The first-ever Kubernetes Bill of Materials (KBOM) standard was published by the Kubernetes Security Operations Centre (KSOC).
This KBOM, which is available in an open-source CLI tool, helps cloud security teams comprehend the extent of third-party tooling in their environment so they can react more quickly to newly discovered vulnerabilities, which have been occurring more frequently lately. Despite the substantial third-party tool ecosystem for Kubernetes, compliance rules for the software supply chain have mostly been disregarded.
Numerous Kubernetes tools, including Crossplane (ranked High), the Jenkins plugin (rated Medium), CubeFS, and Clusternet, now have new vulnerabilities. Although the Software Bill of Materials (SBOM) has advanced to the point where it is an official part of the NIST requirements required by the US government in federal purchases, this requirement falls short of the deployment stage in the application development lifecycle, where Kubernetes comes into play.
A standard for the overall scope and configuration of a cluster is becoming necessary as teams continue their widespread use of Kubernetes. This uniform view can also aid in efficiency for companies that are understaffed and when Kubernetes expertise is already in short supply, as security and platform engineering teams swiftly and extensively describe their Kubernetes deployments to outside parties.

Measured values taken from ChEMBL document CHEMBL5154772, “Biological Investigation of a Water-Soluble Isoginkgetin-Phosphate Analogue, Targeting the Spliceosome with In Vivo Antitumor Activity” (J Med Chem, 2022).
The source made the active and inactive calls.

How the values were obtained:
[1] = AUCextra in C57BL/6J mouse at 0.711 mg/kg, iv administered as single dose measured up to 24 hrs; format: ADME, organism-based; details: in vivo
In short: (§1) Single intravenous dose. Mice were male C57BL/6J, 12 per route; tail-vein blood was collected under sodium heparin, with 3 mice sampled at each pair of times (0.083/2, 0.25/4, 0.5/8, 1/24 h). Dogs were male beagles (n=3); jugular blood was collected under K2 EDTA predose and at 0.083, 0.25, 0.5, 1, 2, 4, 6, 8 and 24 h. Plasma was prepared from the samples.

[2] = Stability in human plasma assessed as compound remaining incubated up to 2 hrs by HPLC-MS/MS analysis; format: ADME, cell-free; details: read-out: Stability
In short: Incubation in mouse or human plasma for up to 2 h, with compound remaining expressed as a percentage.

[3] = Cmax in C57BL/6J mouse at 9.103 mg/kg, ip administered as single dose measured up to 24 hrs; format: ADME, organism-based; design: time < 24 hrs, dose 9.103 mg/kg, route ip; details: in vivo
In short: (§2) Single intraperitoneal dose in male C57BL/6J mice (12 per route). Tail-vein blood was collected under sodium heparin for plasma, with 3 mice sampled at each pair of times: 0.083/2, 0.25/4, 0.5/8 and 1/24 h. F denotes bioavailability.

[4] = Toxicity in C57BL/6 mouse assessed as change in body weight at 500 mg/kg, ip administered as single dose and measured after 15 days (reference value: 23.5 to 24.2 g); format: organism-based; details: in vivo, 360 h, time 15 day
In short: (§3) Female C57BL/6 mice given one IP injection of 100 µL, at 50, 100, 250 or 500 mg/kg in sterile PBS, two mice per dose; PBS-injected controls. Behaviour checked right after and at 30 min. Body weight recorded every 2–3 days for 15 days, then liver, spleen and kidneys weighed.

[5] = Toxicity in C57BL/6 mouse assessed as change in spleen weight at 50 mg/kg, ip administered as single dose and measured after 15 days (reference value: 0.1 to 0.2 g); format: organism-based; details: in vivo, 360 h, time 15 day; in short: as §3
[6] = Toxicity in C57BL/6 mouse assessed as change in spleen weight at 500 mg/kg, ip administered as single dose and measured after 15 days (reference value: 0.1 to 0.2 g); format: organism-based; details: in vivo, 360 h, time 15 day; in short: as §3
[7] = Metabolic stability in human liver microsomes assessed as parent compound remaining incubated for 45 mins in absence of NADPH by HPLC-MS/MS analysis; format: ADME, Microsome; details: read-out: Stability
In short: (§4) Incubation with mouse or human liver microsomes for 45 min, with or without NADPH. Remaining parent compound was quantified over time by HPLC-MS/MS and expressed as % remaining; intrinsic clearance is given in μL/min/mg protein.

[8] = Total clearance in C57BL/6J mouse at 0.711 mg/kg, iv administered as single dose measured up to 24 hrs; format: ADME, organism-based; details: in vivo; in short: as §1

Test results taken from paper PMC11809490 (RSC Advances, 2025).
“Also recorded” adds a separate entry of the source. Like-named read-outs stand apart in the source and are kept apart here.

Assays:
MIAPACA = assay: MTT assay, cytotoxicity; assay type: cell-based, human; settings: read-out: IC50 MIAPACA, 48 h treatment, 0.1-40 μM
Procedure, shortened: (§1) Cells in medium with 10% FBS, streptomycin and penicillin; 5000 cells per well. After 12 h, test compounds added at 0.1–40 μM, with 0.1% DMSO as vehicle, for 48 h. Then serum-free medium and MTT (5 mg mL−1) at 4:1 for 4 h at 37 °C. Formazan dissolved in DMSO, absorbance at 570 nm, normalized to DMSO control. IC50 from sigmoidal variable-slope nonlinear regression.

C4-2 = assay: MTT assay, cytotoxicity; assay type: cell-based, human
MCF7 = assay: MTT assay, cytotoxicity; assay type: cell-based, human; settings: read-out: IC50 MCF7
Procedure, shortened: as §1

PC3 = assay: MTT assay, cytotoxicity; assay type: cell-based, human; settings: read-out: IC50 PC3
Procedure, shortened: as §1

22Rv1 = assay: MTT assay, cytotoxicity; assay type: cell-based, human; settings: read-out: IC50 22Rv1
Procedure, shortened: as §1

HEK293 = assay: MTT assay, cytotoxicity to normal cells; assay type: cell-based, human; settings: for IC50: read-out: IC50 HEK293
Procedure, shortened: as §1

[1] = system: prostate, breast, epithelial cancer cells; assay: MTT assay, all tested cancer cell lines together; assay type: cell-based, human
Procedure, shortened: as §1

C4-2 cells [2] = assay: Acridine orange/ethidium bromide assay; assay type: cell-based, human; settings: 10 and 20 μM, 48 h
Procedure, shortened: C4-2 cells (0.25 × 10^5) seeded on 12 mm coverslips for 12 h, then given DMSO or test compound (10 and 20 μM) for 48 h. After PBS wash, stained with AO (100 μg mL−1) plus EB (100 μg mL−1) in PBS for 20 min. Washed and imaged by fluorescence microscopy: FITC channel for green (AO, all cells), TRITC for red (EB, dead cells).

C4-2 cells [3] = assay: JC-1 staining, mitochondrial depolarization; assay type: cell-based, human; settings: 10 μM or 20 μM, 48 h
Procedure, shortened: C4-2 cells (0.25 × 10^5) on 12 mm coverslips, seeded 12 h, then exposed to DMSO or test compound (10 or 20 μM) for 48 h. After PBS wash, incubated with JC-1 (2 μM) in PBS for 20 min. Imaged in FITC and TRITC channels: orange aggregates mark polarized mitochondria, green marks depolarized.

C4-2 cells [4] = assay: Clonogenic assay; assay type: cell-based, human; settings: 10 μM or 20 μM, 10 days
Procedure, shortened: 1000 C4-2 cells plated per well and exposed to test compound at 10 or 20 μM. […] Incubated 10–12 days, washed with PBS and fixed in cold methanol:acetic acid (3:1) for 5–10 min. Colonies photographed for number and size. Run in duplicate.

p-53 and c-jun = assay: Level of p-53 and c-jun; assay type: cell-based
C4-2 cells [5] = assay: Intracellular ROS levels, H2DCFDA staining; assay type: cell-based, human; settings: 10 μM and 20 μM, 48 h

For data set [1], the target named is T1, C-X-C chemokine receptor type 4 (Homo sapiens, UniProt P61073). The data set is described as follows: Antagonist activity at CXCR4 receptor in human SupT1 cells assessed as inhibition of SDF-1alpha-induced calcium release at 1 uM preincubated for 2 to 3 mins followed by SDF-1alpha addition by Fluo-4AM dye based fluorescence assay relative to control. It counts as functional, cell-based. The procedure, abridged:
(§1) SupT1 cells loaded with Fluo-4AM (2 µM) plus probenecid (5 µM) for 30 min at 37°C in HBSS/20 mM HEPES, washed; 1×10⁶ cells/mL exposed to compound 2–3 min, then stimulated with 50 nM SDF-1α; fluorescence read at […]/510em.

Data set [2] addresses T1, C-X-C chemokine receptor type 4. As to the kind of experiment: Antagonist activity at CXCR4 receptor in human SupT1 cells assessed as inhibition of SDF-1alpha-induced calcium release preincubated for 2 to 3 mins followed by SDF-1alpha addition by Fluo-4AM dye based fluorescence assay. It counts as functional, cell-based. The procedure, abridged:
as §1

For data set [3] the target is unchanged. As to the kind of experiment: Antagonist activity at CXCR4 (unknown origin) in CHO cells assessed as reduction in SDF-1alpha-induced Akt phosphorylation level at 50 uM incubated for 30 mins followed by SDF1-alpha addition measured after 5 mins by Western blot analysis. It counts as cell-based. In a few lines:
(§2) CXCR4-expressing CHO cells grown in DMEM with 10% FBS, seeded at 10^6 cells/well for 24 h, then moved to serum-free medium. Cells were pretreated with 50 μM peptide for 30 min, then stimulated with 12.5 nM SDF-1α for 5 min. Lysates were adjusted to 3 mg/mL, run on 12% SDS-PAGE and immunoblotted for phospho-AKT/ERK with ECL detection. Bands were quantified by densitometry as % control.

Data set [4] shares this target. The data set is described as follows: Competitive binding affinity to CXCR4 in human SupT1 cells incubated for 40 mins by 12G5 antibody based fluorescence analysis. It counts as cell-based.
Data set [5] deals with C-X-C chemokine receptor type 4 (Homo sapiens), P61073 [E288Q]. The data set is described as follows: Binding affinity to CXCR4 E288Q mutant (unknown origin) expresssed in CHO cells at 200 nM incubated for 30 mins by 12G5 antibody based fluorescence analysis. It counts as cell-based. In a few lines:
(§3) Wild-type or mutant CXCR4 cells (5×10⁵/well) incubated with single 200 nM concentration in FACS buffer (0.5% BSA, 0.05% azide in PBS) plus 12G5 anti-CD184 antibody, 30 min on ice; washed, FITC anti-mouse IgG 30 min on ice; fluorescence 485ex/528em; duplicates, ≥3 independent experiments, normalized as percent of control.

Although Kubernetes has a strong adoption rate, 34% in 2022 is a relatively low adoption rate when it comes to security. Having a clear understanding of the scope of the environment itself is one of the main obstacles to communicating with any third party or stakeholder about enhancing security in a Kubernetes environment.
“Kubernetes is orchestrating the applications of many of the biggest business brands we know and love. Adoption is no longer an excuse, and yet from a security perspective, we continually leave Kubernetes itself out of the conversation when it comes to standards and compliance guidelines, focusing only on activity before application deployment,” says KSOC CTO Jimmy Mesta.
“We are releasing this KBOM standard as a first step to getting Kubernetes into the conversation when it comes to compliance guidelines. We also hope others will join in to contribute so the practitioners running their business-critical apps on Kubernetes have practical tools to help with security,” Mesta adds.